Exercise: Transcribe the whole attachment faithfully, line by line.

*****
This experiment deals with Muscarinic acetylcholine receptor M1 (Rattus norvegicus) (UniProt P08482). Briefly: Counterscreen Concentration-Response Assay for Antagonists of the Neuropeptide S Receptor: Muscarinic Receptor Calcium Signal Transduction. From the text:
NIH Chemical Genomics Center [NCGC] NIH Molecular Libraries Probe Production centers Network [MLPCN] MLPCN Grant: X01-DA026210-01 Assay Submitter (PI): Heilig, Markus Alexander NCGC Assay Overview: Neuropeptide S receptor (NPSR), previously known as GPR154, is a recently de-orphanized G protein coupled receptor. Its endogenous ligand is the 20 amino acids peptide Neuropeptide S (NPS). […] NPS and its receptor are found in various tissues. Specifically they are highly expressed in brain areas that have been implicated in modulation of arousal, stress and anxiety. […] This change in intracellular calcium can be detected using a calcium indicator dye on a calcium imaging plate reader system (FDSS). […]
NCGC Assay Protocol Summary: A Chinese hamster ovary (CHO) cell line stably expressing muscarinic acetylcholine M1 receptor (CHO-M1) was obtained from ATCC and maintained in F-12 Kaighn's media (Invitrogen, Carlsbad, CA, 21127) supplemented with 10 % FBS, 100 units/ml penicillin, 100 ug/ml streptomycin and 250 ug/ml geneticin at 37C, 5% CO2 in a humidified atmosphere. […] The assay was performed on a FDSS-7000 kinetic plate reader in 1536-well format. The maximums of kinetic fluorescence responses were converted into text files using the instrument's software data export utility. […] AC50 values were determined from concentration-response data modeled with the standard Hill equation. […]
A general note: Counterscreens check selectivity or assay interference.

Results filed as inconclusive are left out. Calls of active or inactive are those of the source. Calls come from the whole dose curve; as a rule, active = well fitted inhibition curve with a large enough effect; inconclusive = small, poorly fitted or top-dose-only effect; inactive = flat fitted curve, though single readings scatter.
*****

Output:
This experiment deals with Muscarinic acetylcholine receptor M1 (Rattus norvegicus) (UniProt P08482). Briefly: Counterscreen Concentration-Response Assay for Antagonists of the Neuropeptide S Receptor: Muscarinic Receptor Calcium Signal Transduction. From the text:
NIH Chemical Genomics Center [NCGC] NIH Molecular Libraries Probe Production centers Network [MLPCN] MLPCN Grant: X01-DA026210-01 Assay Submitter (PI): Heilig, Markus Alexander NCGC Assay Overview: Neuropeptide S receptor (NPSR), previously known as GPR154, is a recently de-orphanized G protein coupled receptor. Its endogenous ligand is the 20 amino acids peptide Neuropeptide S (NPS). […] NPS and its receptor are found in various tissues. Specifically they are highly expressed in brain areas that have been implicated in modulation of arousal, stress and anxiety. […] This change in intracellular calcium can be detected using a calcium indicator dye on a calcium imaging plate reader system (FDSS). […]
NCGC Assay Protocol Summary: A Chinese hamster ovary (CHO) cell line stably expressing muscarinic acetylcholine M1 receptor (CHO-M1) was obtained from ATCC and maintained in F-12 Kaighn's media (Invitrogen, Carlsbad, CA, 21127) supplemented with 10 % FBS, 100 units/ml penicillin, 100 ug/ml streptomycin and 250 ug/ml geneticin at 37C, 5% CO2 in a humidified atmosphere. […] The assay was performed on a FDSS-7000 kinetic plate reader in 1536-well format. The maximums of kinetic fluorescence responses were converted into text files using the instrument's software data export utility. […] AC50 values were determined from concentration-response data modeled with the standard Hill equation. […]
A general note: Counterscreens check selectivity or assay interference.

Results filed as inconclusive are left out. Calls of active or inactive are those of the source. Calls come from the whole dose curve; as a rule, active = well fitted inhibition curve with a large enough effect; inconclusive = small, poorly fitted or top-dose-only effect; inactive = flat fitted curve, though single readings scatter.